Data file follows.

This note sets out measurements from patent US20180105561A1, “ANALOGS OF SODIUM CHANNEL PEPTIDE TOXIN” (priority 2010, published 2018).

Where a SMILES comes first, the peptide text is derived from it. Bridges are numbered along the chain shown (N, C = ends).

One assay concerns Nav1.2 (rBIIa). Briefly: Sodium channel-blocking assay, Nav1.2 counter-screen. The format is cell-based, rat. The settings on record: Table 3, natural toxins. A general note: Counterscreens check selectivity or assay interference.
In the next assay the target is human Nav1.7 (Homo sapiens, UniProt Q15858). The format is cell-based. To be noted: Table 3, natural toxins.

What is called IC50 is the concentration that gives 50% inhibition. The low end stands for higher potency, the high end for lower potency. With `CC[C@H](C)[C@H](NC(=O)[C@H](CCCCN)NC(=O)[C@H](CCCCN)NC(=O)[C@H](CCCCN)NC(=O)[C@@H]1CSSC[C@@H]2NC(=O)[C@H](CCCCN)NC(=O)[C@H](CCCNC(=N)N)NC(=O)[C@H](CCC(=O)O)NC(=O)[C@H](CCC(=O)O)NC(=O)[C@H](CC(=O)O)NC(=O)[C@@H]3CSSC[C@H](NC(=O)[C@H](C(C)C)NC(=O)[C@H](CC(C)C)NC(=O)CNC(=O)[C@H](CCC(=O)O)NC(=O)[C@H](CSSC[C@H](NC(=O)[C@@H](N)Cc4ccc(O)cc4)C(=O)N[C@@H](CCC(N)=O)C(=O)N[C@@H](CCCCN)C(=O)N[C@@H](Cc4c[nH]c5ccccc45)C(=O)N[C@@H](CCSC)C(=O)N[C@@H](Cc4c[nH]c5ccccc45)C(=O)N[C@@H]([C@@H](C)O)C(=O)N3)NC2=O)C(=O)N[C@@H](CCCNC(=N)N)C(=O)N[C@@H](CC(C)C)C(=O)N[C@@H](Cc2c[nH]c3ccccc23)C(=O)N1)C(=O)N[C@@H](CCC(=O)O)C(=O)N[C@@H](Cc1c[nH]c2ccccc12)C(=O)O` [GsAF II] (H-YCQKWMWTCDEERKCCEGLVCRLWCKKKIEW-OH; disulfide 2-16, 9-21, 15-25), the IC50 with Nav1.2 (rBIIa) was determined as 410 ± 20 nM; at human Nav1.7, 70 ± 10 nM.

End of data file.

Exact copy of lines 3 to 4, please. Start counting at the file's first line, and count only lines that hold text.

One assay concerns Nav1.2 (rBIIa). Briefly: Sodium channel-blocking assay, Nav1.2 counter-screen. The format is cell-based, rat. The settings on record: Table 3, natural toxins. A general note: Counterscreens check selectivity or assay interference.
In the next assay the target is human Nav1.7 (Homo sapiens, UniProt Q15858). The format is cell-based. To be noted: Table 3, natural toxins.